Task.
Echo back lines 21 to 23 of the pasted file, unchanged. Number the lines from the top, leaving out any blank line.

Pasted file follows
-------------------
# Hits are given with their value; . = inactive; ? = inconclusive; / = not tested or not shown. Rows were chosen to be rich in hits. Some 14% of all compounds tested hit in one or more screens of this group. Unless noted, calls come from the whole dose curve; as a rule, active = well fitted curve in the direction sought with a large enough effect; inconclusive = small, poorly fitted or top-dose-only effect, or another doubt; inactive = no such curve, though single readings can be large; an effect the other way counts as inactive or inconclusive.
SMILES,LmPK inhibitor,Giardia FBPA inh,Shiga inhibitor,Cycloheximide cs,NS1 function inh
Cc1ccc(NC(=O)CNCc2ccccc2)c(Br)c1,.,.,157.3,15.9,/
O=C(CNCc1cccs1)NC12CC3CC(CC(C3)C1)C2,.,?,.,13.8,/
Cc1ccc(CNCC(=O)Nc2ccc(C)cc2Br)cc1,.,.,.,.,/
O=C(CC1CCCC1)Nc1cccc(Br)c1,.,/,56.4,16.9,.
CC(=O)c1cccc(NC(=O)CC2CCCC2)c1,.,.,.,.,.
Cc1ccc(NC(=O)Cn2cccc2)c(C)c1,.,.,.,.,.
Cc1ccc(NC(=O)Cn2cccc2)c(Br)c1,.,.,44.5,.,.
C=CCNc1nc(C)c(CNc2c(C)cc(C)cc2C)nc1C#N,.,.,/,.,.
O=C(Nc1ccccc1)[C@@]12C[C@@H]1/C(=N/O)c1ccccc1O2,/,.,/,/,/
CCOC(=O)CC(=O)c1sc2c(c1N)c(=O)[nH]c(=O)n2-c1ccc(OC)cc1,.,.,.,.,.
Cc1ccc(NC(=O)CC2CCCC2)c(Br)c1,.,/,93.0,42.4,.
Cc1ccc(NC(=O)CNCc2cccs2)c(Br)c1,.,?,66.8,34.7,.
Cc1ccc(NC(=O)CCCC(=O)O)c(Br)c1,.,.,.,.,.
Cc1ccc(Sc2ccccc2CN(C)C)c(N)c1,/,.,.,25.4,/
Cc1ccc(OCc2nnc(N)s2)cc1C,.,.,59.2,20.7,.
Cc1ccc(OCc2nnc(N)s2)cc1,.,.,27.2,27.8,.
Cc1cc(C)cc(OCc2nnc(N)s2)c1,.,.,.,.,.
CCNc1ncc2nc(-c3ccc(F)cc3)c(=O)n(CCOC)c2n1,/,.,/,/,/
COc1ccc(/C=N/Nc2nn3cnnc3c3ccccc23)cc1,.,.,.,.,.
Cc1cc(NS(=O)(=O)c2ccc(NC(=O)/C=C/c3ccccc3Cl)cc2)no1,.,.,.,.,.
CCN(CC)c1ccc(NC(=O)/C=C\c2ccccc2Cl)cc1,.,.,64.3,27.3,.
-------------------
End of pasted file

COc1ccc(/C=N/Nc2nn3cnnc3c3ccccc23)cc1,.,.,.,.,.
Cc1cc(NS(=O)(=O)c2ccc(NC(=O)/C=C/c3ccccc3Cl)cc2)no1,.,.,.,.,.
CCN(CC)c1ccc(NC(=O)/C=C\c2ccccc2Cl)cc1,.,.,64.3,27.3,.